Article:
Without a crystal ball to predict fluctuating interest rates in Australia, you might be considering if now’s the best time to lock in your home loan rate whether you’re looking at applying for a new mortgage or refinancing your current one.
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- Without a crystal ball to predict fluctuating interest rates in Australia, you might be considering if now’s the best time to lock in your home loan rate whether you’re looking at applying for a new mortgage or refinancing your current one.
- Who is a fixed-rate mortgage best suited for?
- Is it better to have a fixed or variable rate loan?
- What is the penalty for paying off fixed mortgages early?
As of July 2022, the Reserve Bank of Australia (RBA) has lifted interest rates for the third consecutive month, adding further pressure on borrowers to carefully weigh their interest rate options.
And that brings us to one of the most crucial phases in the home-buying process: Knowing if a fixed rate home loan is right for you.
Choosing the right type of interest rate could have a significant impact on your household budget and ability to pay back your loan whenever there’s an interest rate hike.
To help you decide if a fixed rate home loan is a good fit for your needs, this article aims to help you gain clarity on:
- The benefits and drawbacks of fixed rate loans
- How it differs from a variable rate home loan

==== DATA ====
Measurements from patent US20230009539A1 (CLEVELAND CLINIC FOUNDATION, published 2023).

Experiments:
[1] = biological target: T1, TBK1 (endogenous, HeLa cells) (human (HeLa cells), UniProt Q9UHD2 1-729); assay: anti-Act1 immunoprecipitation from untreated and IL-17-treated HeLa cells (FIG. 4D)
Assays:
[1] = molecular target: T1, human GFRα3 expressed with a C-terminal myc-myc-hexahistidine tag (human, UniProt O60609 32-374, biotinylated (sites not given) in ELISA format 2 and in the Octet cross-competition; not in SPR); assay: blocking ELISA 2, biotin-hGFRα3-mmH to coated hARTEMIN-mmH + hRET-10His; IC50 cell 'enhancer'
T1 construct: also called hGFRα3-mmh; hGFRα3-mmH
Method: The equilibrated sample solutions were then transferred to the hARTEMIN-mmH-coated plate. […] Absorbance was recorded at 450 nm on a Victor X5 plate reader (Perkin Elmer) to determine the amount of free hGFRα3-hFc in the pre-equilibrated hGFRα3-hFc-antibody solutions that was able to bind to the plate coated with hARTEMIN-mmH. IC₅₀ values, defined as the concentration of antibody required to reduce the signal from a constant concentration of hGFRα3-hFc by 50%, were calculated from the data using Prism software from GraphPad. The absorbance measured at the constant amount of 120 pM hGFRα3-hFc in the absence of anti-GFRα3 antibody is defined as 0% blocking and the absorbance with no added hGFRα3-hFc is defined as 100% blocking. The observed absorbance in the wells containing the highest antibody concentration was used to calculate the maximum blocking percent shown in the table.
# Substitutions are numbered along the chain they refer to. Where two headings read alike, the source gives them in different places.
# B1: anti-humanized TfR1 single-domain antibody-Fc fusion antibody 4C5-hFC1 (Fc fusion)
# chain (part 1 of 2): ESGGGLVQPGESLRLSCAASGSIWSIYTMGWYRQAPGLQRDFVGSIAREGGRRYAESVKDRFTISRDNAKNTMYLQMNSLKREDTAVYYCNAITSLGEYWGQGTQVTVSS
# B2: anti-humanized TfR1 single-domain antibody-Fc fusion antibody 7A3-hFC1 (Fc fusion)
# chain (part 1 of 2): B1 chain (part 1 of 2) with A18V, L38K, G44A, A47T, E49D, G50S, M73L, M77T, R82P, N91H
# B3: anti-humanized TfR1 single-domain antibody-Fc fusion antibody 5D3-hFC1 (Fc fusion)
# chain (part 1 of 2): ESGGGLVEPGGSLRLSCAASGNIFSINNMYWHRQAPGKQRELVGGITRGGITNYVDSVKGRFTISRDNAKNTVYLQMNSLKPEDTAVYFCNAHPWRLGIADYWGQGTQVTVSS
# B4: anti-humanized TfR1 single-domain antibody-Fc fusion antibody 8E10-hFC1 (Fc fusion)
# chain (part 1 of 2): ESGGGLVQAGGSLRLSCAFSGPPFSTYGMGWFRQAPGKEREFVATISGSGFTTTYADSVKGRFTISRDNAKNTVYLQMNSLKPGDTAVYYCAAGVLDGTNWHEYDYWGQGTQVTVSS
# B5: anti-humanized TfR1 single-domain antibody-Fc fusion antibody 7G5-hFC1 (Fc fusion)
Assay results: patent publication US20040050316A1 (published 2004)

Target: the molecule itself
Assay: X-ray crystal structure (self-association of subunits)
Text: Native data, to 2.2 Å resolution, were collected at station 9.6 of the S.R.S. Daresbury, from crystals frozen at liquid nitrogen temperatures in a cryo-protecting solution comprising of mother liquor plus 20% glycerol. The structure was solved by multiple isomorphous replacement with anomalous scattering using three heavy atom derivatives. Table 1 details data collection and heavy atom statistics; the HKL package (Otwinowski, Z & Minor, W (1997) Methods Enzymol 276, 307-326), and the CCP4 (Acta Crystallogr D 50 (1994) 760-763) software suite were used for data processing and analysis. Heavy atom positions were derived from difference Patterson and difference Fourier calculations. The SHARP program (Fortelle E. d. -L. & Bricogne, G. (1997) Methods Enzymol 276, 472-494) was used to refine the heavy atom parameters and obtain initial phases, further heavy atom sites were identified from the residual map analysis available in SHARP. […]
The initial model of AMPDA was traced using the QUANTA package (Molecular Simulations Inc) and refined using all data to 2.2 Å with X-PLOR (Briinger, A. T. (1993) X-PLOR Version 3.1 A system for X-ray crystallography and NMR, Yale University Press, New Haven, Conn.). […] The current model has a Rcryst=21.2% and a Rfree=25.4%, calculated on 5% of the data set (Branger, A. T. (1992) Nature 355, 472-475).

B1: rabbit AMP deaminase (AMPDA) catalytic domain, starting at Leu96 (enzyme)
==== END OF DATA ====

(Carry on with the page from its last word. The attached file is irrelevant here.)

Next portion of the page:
- How to pay for a fixed rate mortgage, and if making extra payments and paying your existing home loan early is allowed by lenders
Let’s start with the basics – defining a fixed rate home loan, who it’s for, and its difference from a variable rate home loan.
A fixed rate home loan is a home loan with an interest rate that remains the same for the duration of the loan (or how long you need to pay it back).
The interest rate you pay for this loan type stays the same for a fixed rate period – usually from one to five years. Once fixed, the interest rate is not affected by changes in the market.
Who is a fixed-rate mortgage best suited for?
Fixed-rate mortgages, or fixed rate home loans, are attractive options for borrowers who:
- Seek certainty to avoid riding the interest rate roller coaster that may go up or down
- Want to know the monthly amount that their loan repayments will be (ie. interest repayments)
- Plan to keep their properties for a long time
Is it better to have a fixed or variable rate loan?
There is no right or wrong answer to this question. It all depends on your circumstances, financial goals, and needs.
Are you looking for certainty to make your budget predictable?
Are you looking for flexibility to make extra payments, refinance before the term is up, or pay off your home loan early?
While a variable rate home loan usually provides the flexibility to make additional payments and shorten the loan term by settling the loan earlier, the rise and fall of interest rate is dependent on the lender’s variable rates and the RBA’s cash rate.
When choosing the rate to pursue, one should also take the following into account:
1. Interest Rate Trends and Forecast
Locking in a fixed interest rate is typically ideal if you anticipate an increase in home loan interest rates in the short term, while a variable interest rate is advantageous if you believe that interest rates are going to decrease.
2. Loan Term
You may not have a crystal ball to foresee long-term economic conditions, but if you do not anticipate taking on a loan for an extended period, you may prudently consider short-term options for your decision.